Is Coronavirus affecting our furry babies?

Posted by Tamera Young on

We are still hanging in there with the Coronavirus pandemic. It feels like we have been in this for quite a while yet we don't see the end in sight. Although many states, cities, and businesses are reopening, we are trying to find our "new normal". How will life look like next?

My main concern is, with all the places reopening and more people out and about, that people will ease up on the social distancing and protective measures (face masks, hand washing, gloves, etc.). I am concerned that people will start to relax on their protective measures and all of our efforts to control the virus will all be in vain. 

I am concerned about my sons going back to school-high school and college. My sons are still young (ages 15, 19, and 22 years old). They don't understand the magnitude of what we are fighting with COVID-19. They are not buying into the hype. I am hoping that we will be given the option to continue to work at home, opposed to going back into the office. But overall, the biggest question that we have is, 

What is next? How will we move forward as we learn more and more about this Coronavirus?

 dog and coronavirus 

When we worry about everyone in our household staying healthy, we also worry about our furry babies. Are they in danger of COVID-19? Can they infect us with it? Can we infect them? 

So, I read up a little about pets and COVID-19. Always keep in mind that there's so much that we don't know about this "invisible monster". I read articles written by and the World Health Organization, two sources that I find to be reliable.

There have been very little reports of pets being tested positive for COVID-19 after having close contact with people with COVID-19. Also the risks of animals and pets spreading the Coronavirus to people are low.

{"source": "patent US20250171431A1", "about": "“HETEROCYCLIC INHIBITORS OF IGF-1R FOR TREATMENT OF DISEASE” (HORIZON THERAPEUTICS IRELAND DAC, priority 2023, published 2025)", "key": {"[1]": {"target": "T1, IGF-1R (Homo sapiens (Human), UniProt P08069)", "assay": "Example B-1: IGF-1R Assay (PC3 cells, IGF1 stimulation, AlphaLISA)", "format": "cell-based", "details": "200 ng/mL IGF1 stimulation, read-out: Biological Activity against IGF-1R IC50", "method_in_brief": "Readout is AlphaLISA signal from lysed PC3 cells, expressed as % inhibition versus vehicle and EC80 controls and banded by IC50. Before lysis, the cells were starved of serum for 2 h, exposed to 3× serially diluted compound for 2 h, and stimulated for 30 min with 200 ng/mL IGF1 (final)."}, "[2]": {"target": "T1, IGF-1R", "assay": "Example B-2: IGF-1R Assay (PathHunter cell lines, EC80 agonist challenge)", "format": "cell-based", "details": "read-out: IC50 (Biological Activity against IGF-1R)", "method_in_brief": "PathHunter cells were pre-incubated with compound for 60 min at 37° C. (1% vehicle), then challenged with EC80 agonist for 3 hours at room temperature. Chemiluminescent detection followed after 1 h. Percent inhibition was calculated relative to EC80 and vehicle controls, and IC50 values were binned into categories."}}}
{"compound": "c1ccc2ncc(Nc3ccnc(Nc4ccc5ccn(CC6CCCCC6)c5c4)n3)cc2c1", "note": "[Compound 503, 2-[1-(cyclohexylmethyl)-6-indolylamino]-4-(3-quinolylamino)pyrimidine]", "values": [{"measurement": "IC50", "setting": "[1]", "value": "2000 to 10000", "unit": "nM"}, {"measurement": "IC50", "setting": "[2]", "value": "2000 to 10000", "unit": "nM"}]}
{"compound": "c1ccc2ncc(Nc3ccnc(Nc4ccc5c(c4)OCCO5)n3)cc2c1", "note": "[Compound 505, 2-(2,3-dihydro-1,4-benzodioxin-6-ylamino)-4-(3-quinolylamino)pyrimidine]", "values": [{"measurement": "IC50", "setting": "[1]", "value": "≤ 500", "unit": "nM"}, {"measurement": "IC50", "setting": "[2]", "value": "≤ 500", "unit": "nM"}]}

Some reports have stated that Coronavirus can spread from people to animals.  It is also reported that some coronaviruses infect only animals but not humans (i.e. canine and feline coronavirus).

 There have been a small number of animals that have been reported to be tested with COVID-19 (, 2020), especially after they have been in contact with a person with the virus.

With this information, since it is an evolving virus, know that more information and data will be shared as it becomes available.

But for now...

-Treat your pets like you would your other family members who are humans.

  1. Do not let your pets interact with people or other animals outside the household.
  2. Walk dogs on a leash, always keeping at least 6 feet from other people and animals.
  3. Avoid dog parks or public places where many people and dogs gather.

-If you become sick with COVID-19,

  1. avoid any contact with your pets, and other animals
  2. avoid affectionate contact with the pet, including petting, snuggling, being kissed or licked, and sharing food and bedding
  3. isolate yourself from other people and including your pets and have another member of the household to care for your pets
  4. if there is no else to care for the pets, make sure you wear a cloth face mask and wash hands before and after you interact with people.
 Humans who are more likely to get sick from some germs that animals can carry are:
  1. Five years of age and younger,
  2. People with weakened immune systems,
  3. People who are 65 years of age or older.
Although only a few pets have reported to be positive and have shown signs of illness, those symptoms are fever, coughing, difficulty in breathing or shortness of breath, lethargy, sneezing, nasal discharge, ocular (eye) discharge, vomiting, and diarrhea.
If you are sick with COVID-19 and your pet becomes sick, DO NOT take the pet to the veterinary clinic yourself. 
As we have all been saying during this pandemic, 'We're all in this together!' We just need to take care of each other, our pets, and ourselves. Take care, my friends, and know that we can get through this.


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  • Thank you for this information, I did not realize the importance on protecting our pets while living in the COVID-19 time.
    I will be the first to pass this information out to family and friends.
    Jackie Britt

    Jacquelyn Britt on

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